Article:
When it comes to communication, Davis says, bad manners can take many forms. Among them:
- Using words and terms that are difficult for your listeners to comprehend;
- Not providing a context because you assume people know most of what you know;
- Choosing a means of communication because it's convenient for you, even if it doesn't work for them;
- Responding to questions as if those who ask are "dumb" or annoying;
- Wasting people’s time by not getting to the point.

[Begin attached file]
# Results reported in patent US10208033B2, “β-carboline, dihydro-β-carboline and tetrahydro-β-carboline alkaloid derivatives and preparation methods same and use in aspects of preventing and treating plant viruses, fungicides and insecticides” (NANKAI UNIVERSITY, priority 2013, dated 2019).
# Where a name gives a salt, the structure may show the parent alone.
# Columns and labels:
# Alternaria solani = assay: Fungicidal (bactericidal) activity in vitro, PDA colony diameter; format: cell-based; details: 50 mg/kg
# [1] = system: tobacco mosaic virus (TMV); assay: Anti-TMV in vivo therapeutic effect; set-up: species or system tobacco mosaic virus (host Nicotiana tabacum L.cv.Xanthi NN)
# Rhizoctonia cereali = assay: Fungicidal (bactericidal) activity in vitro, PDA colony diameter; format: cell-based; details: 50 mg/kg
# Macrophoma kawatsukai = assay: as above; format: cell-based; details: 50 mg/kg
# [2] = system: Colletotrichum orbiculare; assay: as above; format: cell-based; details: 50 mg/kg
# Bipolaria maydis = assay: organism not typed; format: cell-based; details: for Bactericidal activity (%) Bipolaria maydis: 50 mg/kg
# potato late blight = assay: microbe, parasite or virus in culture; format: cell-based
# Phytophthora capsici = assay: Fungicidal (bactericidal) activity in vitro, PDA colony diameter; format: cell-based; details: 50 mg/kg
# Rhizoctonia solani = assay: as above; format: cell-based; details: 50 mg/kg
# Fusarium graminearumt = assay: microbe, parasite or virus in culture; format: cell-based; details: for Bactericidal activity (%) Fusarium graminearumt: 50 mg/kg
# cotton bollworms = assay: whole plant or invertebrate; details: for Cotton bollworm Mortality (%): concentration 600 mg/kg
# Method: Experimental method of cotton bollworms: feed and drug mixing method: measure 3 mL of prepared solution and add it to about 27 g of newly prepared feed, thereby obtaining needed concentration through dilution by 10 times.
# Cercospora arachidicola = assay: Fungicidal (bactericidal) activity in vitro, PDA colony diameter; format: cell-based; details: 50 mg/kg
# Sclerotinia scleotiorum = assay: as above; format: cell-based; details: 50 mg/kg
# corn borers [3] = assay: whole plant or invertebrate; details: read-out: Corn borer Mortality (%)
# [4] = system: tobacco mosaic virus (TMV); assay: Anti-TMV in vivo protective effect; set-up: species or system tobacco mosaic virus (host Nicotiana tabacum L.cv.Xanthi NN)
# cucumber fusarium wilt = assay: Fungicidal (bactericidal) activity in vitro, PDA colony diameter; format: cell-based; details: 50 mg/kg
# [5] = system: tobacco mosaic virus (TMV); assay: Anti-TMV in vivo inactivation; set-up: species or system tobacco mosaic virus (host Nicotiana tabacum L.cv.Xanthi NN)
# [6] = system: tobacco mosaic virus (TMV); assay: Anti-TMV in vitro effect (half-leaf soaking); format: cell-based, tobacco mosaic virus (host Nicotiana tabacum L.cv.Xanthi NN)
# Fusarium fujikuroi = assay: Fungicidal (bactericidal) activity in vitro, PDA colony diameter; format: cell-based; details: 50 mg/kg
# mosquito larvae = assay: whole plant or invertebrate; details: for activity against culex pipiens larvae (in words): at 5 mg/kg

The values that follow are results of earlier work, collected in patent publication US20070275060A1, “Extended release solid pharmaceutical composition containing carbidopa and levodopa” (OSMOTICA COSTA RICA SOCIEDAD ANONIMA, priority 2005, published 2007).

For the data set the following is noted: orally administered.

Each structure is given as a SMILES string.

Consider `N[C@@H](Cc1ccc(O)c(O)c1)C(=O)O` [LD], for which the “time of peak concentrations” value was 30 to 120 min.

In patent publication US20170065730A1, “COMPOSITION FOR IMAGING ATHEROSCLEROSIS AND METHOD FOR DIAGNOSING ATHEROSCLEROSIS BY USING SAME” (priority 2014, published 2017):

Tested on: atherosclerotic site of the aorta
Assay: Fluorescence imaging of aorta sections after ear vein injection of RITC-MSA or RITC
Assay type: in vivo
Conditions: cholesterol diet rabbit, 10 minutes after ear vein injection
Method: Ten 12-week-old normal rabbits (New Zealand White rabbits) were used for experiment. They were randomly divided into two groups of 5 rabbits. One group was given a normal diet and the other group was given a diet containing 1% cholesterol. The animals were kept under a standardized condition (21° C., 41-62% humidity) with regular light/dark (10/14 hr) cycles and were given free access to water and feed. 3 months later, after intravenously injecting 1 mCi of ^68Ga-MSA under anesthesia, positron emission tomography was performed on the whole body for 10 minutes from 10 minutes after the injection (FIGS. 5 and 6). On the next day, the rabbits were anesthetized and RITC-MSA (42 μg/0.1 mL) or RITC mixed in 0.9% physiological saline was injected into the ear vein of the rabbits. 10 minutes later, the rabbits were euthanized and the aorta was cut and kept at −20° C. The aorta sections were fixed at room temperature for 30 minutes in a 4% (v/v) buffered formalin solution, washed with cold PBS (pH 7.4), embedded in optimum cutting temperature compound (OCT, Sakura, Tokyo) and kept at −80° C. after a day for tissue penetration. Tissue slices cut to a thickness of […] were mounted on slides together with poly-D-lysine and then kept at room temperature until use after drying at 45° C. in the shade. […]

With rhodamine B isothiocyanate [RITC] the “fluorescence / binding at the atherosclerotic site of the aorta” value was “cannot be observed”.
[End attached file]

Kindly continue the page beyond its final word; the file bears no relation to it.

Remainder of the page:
We agree. As we’ve long said, it is critical that you know your audience and meet them where they are—not where you wish they were, or where your last audience was. Understanding what your listeners need in the moment encourages them to understand you in turn.
We want to hear: Can you give us an example of how learning about an audience’s needs ahead of time served your message well – or when failing to do so caused a problem? To join the conversation, click "comments" on our Community of Practice Forum.
If you would like to read more about creating a habit around masterful communication, check out our book: Be Quiet, Be Heard: The Paradox of Persuasion.